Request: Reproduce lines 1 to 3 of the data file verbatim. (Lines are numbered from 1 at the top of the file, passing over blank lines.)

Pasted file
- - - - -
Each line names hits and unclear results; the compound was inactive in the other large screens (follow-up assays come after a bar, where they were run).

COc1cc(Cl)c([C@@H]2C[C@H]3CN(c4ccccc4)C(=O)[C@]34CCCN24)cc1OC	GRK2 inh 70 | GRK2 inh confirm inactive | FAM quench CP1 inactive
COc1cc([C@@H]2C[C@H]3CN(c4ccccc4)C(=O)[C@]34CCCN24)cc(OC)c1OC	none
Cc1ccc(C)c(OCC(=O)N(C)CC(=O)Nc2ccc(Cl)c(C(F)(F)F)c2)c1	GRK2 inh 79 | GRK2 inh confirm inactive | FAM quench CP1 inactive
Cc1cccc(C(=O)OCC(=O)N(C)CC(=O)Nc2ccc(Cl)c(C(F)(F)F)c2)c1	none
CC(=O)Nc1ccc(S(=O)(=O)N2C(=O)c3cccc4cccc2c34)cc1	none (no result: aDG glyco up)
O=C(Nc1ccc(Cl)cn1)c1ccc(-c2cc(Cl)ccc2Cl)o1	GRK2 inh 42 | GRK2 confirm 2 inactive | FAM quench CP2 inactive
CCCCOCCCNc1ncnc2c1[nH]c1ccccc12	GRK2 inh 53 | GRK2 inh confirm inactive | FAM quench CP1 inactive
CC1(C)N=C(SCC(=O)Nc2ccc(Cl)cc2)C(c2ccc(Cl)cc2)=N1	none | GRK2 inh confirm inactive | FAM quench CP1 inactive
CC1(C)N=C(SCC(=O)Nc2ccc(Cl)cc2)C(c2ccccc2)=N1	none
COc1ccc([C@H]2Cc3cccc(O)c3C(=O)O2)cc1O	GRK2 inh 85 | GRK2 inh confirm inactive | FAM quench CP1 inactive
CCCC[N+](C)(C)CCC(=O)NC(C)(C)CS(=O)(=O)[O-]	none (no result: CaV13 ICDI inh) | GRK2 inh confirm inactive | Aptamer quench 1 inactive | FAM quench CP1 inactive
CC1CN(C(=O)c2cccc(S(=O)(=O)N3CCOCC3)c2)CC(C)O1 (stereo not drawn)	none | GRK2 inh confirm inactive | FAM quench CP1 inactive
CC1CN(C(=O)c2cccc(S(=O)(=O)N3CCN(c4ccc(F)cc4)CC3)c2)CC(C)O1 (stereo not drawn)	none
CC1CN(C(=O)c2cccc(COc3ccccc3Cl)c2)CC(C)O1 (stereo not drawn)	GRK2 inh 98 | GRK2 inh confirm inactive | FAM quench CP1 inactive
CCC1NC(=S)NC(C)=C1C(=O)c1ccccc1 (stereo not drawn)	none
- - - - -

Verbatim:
Each line names hits and unclear results; the compound was inactive in the other large screens (follow-up assays come after a bar, where they were run).

COc1cc(Cl)c([C@@H]2C[C@H]3CN(c4ccccc4)C(=O)[C@]34CCCN24)cc1OC	GRK2 inh 70 | GRK2 inh confirm inactive | FAM quench CP1 inactive
COc1cc([C@@H]2C[C@H]3CN(c4ccccc4)C(=O)[C@]34CCCN24)cc(OC)c1OC	none